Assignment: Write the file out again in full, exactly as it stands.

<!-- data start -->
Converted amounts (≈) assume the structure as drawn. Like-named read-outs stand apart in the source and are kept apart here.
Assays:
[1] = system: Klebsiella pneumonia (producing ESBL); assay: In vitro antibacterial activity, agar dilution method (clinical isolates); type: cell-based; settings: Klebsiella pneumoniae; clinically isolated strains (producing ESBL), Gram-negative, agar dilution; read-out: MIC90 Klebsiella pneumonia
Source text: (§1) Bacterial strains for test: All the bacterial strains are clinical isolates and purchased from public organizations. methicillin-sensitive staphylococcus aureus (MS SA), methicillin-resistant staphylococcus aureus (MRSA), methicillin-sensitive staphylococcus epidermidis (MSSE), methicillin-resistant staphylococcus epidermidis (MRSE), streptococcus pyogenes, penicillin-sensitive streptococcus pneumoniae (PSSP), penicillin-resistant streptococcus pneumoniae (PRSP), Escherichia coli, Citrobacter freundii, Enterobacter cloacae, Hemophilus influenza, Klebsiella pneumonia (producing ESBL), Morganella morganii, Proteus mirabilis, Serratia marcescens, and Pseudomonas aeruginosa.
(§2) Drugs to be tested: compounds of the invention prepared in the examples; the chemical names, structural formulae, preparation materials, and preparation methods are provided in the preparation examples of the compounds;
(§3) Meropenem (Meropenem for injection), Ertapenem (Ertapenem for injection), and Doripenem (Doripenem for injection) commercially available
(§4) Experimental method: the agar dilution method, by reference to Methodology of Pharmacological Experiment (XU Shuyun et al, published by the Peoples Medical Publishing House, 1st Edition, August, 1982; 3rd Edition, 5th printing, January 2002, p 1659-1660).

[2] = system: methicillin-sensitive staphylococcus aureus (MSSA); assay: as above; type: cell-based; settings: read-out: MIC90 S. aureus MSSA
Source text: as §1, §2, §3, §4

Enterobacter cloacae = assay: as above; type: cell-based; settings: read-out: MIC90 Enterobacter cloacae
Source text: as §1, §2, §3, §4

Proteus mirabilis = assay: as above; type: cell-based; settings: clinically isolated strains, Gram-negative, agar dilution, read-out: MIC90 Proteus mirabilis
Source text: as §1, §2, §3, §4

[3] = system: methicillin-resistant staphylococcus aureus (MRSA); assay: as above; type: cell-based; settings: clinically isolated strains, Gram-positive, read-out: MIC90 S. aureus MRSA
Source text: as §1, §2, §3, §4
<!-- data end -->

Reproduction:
Converted amounts (≈) assume the structure as drawn. Like-named read-outs stand apart in the source and are kept apart here.
Assays:
[1] = system: Klebsiella pneumonia (producing ESBL); assay: In vitro antibacterial activity, agar dilution method (clinical isolates); type: cell-based; settings: Klebsiella pneumoniae; clinically isolated strains (producing ESBL), Gram-negative, agar dilution; read-out: MIC90 Klebsiella pneumonia
Source text: (§1) Bacterial strains for test: All the bacterial strains are clinical isolates and purchased from public organizations. methicillin-sensitive staphylococcus aureus (MS SA), methicillin-resistant staphylococcus aureus (MRSA), methicillin-sensitive staphylococcus epidermidis (MSSE), methicillin-resistant staphylococcus epidermidis (MRSE), streptococcus pyogenes, penicillin-sensitive streptococcus pneumoniae (PSSP), penicillin-resistant streptococcus pneumoniae (PRSP), Escherichia coli, Citrobacter freundii, Enterobacter cloacae, Hemophilus influenza, Klebsiella pneumonia (producing ESBL), Morganella morganii, Proteus mirabilis, Serratia marcescens, and Pseudomonas aeruginosa.
(§2) Drugs to be tested: compounds of the invention prepared in the examples; the chemical names, structural formulae, preparation materials, and preparation methods are provided in the preparation examples of the compounds;
(§3) Meropenem (Meropenem for injection), Ertapenem (Ertapenem for injection), and Doripenem (Doripenem for injection) commercially available
(§4) Experimental method: the agar dilution method, by reference to Methodology of Pharmacological Experiment (XU Shuyun et al, published by the Peoples Medical Publishing House, 1st Edition, August, 1982; 3rd Edition, 5th printing, January 2002, p 1659-1660).

[2] = system: methicillin-sensitive staphylococcus aureus (MSSA); assay: as above; type: cell-based; settings: read-out: MIC90 S. aureus MSSA
Source text: as §1, §2, §3, §4

Enterobacter cloacae = assay: as above; type: cell-based; settings: read-out: MIC90 Enterobacter cloacae
Source text: as §1, §2, §3, §4

Proteus mirabilis = assay: as above; type: cell-based; settings: clinically isolated strains, Gram-negative, agar dilution, read-out: MIC90 Proteus mirabilis
Source text: as §1, §2, §3, §4

[3] = system: methicillin-resistant staphylococcus aureus (MRSA); assay: as above; type: cell-based; settings: clinically isolated strains, Gram-positive, read-out: MIC90 S. aureus MRSA
Source text: as §1, §2, §3, §4